Kremlin cracking down on dissent before vote
Mikhail Khodorkovsky, who spent a decade in prison in Russia on charges widely seen as political revenge for challenging President Vladimir Putin’s rule, said the latest moves against opposition activists reflected the authorities’ concern about the waning popularity of the main Kremlin-directed party, United Russia.
MOSCOW — Russian authorities are cracking down on dissent before a crucial parliamentary election in September, in what a leading Kremlin critic on Tuesday described as an attempt to sideline opponents.
Mikhail Khodorkovsky, a Russian tycoon who moved to London after spending a decade in prison in Russia on charges widely seen as political revenge for challenging President Vladimir Putin’s rule, said the latest moves against opposition activists reflected the authorities’ concern about the waning popularity of the main Kremlin-directed party, United Russia.
Khodorkovsky told The Associated Press in an interview over Zoom that the upcoming election is a “theatrical performance, in which any candidates that the government isn’t happy with will simply not be allowed to run.” He said that the authorities are increasing repression to stifle any critical voices before the Sept. 19 parliamentary election, including activists of the Open Russian movement that he financed.
Andrei Pivovarov, the head of Open Russia that dissolved itself last week, was pulled off a Warsaw-bound plane at St. Petersburg’s airport just before takeoff late Monday. He was being taken to Krasnodar in southern Russia on Tuesday as part of a criminal probe against him.
Also on Tuesday, police raided the country home of opposition politician Dmitry Gudkov, a former lawmaker who has aspired to run for parliament. At least two of his associates also had their homes searched.
Khodorkovsky said the authorities are taking preemptive action against the opposition, fearing that the September election could trigger protests.
“The government is afraid of potential protests that could emerge if they cheat too flagrantly,” Khodorkovsky told the AP. “They are trying to sanitize the political environment before the election.”
He added that he would continue to support opposition candidates despite the official pressure.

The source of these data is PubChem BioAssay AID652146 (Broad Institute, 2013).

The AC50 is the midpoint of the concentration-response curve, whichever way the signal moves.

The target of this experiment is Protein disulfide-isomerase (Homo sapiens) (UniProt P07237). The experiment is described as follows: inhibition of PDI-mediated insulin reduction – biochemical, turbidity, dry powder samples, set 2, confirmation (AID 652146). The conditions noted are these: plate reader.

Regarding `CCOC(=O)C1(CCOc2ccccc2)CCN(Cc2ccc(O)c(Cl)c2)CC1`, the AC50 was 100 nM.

Last week, Pivovarov announced that Open Russia was shutting down to protect its members from prosecution after Russian authorities designated it as “undesirable.” The government already has outlawed more than 30 groups using a 2015 law that made membership in “undesirable” organizations a criminal offense. Another bill now making its way through parliament increases the punishment for members of those groups.
In a letter from custody that his lawyers posted Tuesday on Pivovarov’s Instagram account, he said “there is no cause for joy, but I don’t feel despondent.”
He added: “There is a plan to put any people with a different view under arrest, but such people already are the majority.”
His lawyers said the charges against Pivovarov for assisting an “undesirable” organization were filed after he declared its closure.
Amnesty International, meanwhile, strongly condemned Pivovarov’s arrest and demanded his release.
“This is an audacious move by the Kremlin in its continued use of the law on ‘undesirable’ organizations to target and shut down critics,” said Natalia Zviagina, the director of the group’s Moscow office. “The Russian authorities must end reprisals against their political opponents and other critical voices in the country.”
In March, police briefly detained about 200 participants of a forum of municipal council members that Open Russia helped organize.
Putin’s most determined political foe, Alexei Navalny, was arrested in January upon his return from Germany, where he had spent five months recovering from a nerve agent poisoning that he blames on the Kremlin — accusations that Russian officials reject. He was handed a 2 1/2-year prison sentence in February for violating terms of a suspended sentence stemming from a 2014 embezzlement conviction that he denounced as politically driven.
With Navalny in prison, prosecutors have asked a Moscow court to designate his Foundation for Fighting Corruption and his network of regional offices as extremist groups. In a parallel move, a bill approved by the lower house of the Russian parliament bars members, donors and supporters of extremist groups from seeking public office — a measure that would keep Navalny’s associates from running for parliament in September.